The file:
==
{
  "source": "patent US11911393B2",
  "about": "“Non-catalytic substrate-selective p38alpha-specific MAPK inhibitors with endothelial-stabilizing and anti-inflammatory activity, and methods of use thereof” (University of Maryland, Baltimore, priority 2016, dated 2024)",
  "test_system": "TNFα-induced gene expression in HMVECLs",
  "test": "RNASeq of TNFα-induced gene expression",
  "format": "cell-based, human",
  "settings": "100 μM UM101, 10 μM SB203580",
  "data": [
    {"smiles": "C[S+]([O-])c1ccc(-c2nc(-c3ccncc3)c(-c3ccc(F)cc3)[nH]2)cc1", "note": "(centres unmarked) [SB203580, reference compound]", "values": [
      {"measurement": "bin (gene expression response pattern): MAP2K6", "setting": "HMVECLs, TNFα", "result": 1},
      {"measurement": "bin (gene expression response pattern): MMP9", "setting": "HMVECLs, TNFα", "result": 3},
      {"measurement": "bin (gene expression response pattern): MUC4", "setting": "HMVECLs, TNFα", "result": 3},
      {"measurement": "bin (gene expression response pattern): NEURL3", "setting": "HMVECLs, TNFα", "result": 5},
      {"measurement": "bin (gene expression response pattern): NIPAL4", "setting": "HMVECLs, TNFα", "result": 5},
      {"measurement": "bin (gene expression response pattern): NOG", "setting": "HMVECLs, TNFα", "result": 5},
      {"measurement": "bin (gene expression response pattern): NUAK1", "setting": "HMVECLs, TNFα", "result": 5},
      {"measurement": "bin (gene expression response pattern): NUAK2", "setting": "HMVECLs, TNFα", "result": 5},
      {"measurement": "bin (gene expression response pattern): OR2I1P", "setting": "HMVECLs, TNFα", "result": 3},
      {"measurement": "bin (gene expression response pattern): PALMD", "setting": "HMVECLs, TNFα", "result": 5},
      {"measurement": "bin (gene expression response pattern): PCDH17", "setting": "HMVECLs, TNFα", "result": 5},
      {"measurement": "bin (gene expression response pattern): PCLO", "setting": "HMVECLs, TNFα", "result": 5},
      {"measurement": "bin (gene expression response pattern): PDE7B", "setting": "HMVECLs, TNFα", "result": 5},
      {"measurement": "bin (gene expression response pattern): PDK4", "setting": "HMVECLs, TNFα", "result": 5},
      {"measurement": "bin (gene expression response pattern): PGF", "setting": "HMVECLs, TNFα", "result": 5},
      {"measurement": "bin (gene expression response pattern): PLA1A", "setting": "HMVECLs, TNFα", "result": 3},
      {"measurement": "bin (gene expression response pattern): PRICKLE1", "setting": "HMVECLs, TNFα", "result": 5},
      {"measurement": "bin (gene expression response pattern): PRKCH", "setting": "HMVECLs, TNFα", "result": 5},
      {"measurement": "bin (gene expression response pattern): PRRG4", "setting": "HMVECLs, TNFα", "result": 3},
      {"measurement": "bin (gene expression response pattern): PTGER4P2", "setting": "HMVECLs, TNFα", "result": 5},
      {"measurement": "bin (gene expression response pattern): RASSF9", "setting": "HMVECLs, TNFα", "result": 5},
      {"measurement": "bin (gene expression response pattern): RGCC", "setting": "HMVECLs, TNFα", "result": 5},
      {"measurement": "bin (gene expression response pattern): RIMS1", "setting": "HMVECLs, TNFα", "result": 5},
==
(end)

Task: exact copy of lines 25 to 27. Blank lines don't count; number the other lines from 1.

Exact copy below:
      {"measurement": "bin (gene expression response pattern): PLA1A", "setting": "HMVECLs, TNFα", "result": 3},
      {"measurement": "bin (gene expression response pattern): PRICKLE1", "setting": "HMVECLs, TNFα", "result": 5},
      {"measurement": "bin (gene expression response pattern): PRKCH", "setting": "HMVECLs, TNFα", "result": 5},